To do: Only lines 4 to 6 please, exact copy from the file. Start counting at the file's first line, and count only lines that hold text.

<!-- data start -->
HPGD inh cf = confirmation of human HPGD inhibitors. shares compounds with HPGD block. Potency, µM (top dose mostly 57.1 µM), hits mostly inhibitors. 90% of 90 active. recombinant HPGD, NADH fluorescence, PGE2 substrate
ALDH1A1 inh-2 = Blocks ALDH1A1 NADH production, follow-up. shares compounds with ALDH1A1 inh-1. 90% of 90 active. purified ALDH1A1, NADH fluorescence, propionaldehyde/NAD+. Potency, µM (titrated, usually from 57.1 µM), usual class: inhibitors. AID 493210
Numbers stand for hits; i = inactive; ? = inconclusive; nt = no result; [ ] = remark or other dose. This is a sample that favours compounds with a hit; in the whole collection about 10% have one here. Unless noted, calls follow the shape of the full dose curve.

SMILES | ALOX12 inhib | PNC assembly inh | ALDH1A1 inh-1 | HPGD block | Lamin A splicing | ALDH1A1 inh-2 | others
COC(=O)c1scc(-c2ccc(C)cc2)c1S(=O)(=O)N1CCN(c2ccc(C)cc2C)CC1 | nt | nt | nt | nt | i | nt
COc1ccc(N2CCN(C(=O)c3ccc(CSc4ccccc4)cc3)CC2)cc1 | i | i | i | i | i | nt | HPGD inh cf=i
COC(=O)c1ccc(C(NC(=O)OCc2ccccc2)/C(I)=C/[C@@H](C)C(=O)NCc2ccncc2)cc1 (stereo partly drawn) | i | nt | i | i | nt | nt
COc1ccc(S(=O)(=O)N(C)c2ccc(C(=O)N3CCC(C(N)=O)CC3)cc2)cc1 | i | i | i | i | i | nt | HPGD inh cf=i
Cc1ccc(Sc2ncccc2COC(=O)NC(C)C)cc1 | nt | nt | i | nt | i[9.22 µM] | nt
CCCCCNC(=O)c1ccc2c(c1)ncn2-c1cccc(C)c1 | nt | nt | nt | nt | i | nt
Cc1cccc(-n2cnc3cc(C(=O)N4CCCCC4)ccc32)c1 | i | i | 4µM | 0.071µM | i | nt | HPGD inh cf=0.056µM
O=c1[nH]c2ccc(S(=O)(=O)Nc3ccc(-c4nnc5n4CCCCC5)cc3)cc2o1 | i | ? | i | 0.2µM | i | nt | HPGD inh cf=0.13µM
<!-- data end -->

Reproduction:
SMILES | ALOX12 inhib | PNC assembly inh | ALDH1A1 inh-1 | HPGD block | Lamin A splicing | ALDH1A1 inh-2 | others
COC(=O)c1scc(-c2ccc(C)cc2)c1S(=O)(=O)N1CCN(c2ccc(C)cc2C)CC1 | nt | nt | nt | nt | i | nt
COc1ccc(N2CCN(C(=O)c3ccc(CSc4ccccc4)cc3)CC2)cc1 | i | i | i | i | i | nt | HPGD inh cf=i